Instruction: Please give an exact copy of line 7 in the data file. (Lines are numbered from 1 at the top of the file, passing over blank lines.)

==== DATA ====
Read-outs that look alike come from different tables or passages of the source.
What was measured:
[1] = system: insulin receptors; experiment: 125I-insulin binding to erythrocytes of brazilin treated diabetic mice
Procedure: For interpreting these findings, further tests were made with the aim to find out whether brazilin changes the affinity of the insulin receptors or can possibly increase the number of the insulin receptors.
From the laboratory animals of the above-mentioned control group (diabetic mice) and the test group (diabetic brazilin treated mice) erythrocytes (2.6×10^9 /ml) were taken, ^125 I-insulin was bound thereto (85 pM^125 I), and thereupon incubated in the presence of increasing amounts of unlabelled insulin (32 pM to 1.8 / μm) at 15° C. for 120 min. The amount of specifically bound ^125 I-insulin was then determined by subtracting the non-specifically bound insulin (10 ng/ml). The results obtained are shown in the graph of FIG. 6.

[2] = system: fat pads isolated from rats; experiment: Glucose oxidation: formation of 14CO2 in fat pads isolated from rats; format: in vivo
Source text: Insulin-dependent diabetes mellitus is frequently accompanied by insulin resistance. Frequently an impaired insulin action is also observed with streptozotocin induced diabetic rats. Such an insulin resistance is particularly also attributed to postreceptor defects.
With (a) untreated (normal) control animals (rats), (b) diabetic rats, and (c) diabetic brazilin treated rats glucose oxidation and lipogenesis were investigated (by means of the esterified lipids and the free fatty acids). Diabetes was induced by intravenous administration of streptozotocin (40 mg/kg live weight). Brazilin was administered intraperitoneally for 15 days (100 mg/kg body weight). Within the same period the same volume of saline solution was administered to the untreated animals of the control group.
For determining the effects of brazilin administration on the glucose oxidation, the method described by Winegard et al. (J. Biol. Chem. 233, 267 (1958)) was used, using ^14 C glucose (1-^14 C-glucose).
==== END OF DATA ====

Source text: Insulin-dependent diabetes mellitus is frequently accompanied by insulin resistance. Frequently an impaired insulin action is also observed with streptozotocin induced diabetic rats. Such an insulin resistance is particularly also attributed to postreceptor defects.